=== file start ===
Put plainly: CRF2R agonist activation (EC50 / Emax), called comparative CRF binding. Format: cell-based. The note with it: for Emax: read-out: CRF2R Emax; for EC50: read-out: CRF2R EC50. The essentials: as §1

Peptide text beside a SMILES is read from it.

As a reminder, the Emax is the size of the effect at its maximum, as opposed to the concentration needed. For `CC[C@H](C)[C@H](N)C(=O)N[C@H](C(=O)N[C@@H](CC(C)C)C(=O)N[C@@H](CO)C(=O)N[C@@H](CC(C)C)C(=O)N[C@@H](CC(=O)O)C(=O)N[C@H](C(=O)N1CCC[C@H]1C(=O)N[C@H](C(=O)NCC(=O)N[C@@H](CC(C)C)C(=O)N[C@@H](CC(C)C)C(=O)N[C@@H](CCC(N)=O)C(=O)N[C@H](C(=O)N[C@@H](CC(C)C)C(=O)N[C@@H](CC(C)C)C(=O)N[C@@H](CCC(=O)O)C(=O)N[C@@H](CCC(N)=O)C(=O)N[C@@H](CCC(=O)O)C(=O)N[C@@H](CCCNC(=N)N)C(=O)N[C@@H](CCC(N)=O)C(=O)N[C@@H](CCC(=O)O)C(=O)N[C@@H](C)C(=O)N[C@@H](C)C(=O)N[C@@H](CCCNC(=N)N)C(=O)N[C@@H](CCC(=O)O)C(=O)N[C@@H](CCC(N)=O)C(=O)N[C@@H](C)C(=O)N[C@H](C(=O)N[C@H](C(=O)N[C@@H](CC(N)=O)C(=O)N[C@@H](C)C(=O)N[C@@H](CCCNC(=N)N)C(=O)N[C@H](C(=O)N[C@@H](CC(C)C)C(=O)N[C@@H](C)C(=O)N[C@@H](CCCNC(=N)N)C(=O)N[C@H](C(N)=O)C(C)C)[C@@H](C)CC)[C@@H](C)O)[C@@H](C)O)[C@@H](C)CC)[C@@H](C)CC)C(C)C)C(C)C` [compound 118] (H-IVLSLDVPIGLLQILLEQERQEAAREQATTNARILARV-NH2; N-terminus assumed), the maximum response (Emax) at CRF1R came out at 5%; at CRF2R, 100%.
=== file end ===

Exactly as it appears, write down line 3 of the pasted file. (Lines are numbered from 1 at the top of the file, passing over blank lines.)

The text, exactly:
As a reminder, the Emax is the size of the effect at its maximum, as opposed to the concentration needed. For `CC[C@H](C)[C@H](N)C(=O)N[C@H](C(=O)N[C@@H](CC(C)C)C(=O)N[C@@H](CO)C(=O)N[C@@H](CC(C)C)C(=O)N[C@@H](CC(=O)O)C(=O)N[C@H](C(=O)N1CCC[C@H]1C(=O)N[C@H](C(=O)NCC(=O)N[C@@H](CC(C)C)C(=O)N[C@@H](CC(C)C)C(=O)N[C@@H](CCC(N)=O)C(=O)N[C@H](C(=O)N[C@@H](CC(C)C)C(=O)N[C@@H](CC(C)C)C(=O)N[C@@H](CCC(=O)O)C(=O)N[C@@H](CCC(N)=O)C(=O)N[C@@H](CCC(=O)O)C(=O)N[C@@H](CCCNC(=N)N)C(=O)N[C@@H](CCC(N)=O)C(=O)N[C@@H](CCC(=O)O)C(=O)N[C@@H](C)C(=O)N[C@@H](C)C(=O)N[C@@H](CCCNC(=N)N)C(=O)N[C@@H](CCC(=O)O)C(=O)N[C@@H](CCC(N)=O)C(=O)N[C@@H](C)C(=O)N[C@H](C(=O)N[C@H](C(=O)N[C@@H](CC(N)=O)C(=O)N[C@@H](C)C(=O)N[C@@H](CCCNC(=N)N)C(=O)N[C@H](C(=O)N[C@@H](CC(C)C)C(=O)N[C@@H](C)C(=O)N[C@@H](CCCNC(=N)N)C(=O)N[C@H](C(N)=O)C(C)C)[C@@H](C)CC)[C@@H](C)O)[C@@H](C)O)[C@@H](C)CC)[C@@H](C)CC)C(C)C)C(C)C` [compound 118] (H-IVLSLDVPIGLLQILLEQERQEAAREQATTNARILARV-NH2; N-terminus assumed), the maximum response (Emax) at CRF1R came out at 5%; at CRF2R, 100%.